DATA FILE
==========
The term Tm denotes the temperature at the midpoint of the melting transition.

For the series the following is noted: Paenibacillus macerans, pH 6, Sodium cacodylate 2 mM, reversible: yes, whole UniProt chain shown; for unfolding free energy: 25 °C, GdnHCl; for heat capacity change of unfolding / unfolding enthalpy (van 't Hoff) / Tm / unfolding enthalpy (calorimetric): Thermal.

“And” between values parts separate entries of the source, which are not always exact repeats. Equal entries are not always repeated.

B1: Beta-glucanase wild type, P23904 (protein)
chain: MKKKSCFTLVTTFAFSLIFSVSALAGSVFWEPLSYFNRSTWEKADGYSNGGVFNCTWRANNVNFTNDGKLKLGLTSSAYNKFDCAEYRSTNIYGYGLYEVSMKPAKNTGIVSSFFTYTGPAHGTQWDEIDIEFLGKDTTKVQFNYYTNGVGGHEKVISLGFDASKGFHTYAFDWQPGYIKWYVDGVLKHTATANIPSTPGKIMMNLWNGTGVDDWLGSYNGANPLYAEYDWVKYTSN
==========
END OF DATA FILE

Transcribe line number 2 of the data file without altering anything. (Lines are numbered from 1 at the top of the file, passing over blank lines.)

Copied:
For the series the following is noted: Paenibacillus macerans, pH 6, Sodium cacodylate 2 mM, reversible: yes, whole UniProt chain shown; for unfolding free energy: 25 °C, GdnHCl; for heat capacity change of unfolding / unfolding enthalpy (van 't Hoff) / Tm / unfolding enthalpy (calorimetric): Thermal.